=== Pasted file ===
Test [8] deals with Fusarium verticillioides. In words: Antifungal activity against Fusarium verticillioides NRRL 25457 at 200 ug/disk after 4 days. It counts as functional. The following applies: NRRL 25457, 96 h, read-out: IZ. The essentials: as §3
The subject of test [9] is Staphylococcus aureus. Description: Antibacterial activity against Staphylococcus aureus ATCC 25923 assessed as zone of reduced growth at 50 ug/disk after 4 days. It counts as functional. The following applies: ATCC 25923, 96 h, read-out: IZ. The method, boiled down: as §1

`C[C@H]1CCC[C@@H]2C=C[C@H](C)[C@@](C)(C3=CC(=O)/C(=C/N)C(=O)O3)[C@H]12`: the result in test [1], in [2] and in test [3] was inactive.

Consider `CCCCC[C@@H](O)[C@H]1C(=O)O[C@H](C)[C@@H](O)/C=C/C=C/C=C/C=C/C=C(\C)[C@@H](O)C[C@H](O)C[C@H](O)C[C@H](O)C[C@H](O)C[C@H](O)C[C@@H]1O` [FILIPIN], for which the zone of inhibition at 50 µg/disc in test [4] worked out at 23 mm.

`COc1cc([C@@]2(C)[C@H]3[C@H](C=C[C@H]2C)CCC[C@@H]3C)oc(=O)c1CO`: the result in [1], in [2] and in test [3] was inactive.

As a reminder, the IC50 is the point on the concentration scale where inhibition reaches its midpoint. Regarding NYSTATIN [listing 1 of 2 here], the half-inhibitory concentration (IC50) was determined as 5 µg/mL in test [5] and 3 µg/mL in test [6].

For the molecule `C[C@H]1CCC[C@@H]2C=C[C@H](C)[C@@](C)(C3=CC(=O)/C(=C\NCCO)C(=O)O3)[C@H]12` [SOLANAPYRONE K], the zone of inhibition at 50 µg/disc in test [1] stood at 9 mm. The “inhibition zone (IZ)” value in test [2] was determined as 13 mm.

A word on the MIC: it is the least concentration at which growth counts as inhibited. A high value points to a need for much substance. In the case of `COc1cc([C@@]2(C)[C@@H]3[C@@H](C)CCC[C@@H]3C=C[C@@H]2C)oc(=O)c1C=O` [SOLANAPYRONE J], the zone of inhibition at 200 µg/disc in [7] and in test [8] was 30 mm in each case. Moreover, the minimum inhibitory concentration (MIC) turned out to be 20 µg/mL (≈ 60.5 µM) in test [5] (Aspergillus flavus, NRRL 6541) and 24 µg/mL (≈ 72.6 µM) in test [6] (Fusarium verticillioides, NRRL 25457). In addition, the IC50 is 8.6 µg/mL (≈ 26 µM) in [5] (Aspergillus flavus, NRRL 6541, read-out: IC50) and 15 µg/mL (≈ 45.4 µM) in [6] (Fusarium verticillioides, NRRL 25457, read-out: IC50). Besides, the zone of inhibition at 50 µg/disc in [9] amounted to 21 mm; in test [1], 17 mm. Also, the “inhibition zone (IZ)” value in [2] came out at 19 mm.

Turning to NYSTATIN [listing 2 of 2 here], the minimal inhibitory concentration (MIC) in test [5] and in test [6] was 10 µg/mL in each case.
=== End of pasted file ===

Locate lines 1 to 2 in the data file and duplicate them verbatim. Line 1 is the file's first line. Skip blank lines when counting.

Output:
Test [8] deals with Fusarium verticillioides. In words: Antifungal activity against Fusarium verticillioides NRRL 25457 at 200 ug/disk after 4 days. It counts as functional. The following applies: NRRL 25457, 96 h, read-out: IZ. The essentials: as §3
The subject of test [9] is Staphylococcus aureus. Description: Antibacterial activity against Staphylococcus aureus ATCC 25923 assessed as zone of reduced growth at 50 ug/disk after 4 days. It counts as functional. The following applies: ATCC 25923, 96 h, read-out: IZ. The method, boiled down: as §1